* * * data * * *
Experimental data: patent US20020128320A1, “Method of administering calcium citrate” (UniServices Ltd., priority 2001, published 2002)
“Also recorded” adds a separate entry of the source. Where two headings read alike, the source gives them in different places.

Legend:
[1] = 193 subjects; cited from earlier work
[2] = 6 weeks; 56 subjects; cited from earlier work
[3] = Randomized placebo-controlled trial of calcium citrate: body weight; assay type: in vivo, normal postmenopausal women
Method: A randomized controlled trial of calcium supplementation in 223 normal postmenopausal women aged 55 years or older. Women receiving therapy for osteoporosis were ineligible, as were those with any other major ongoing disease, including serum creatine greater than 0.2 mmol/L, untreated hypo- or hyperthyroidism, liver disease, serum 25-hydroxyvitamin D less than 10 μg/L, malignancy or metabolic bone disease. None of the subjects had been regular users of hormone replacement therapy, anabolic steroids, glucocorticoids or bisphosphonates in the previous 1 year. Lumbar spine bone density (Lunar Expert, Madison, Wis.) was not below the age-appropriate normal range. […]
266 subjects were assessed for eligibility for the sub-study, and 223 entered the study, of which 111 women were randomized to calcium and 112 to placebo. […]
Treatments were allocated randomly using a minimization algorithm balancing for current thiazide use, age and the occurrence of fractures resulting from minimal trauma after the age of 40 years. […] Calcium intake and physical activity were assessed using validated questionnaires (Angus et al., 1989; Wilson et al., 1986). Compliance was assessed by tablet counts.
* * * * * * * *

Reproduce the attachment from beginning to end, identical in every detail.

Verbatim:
Experimental data: patent US20020128320A1, “Method of administering calcium citrate” (UniServices Ltd., priority 2001, published 2002)
“Also recorded” adds a separate entry of the source. Where two headings read alike, the source gives them in different places.

Legend:
[1] = 193 subjects; cited from earlier work
[2] = 6 weeks; 56 subjects; cited from earlier work
[3] = Randomized placebo-controlled trial of calcium citrate: body weight; assay type: in vivo, normal postmenopausal women
Method: A randomized controlled trial of calcium supplementation in 223 normal postmenopausal women aged 55 years or older. Women receiving therapy for osteoporosis were ineligible, as were those with any other major ongoing disease, including serum creatine greater than 0.2 mmol/L, untreated hypo- or hyperthyroidism, liver disease, serum 25-hydroxyvitamin D less than 10 μg/L, malignancy or metabolic bone disease. None of the subjects had been regular users of hormone replacement therapy, anabolic steroids, glucocorticoids or bisphosphonates in the previous 1 year. Lumbar spine bone density (Lunar Expert, Madison, Wis.) was not below the age-appropriate normal range. […]
266 subjects were assessed for eligibility for the sub-study, and 223 entered the study, of which 111 women were randomized to calcium and 112 to placebo. […]
Treatments were allocated randomly using a minimization algorithm balancing for current thiazide use, age and the occurrence of fractures resulting from minimal trauma after the age of 40 years. […] Calcium intake and physical activity were assessed using validated questionnaires (Angus et al., 1989; Wilson et al., 1986). Compliance was assessed by tablet counts.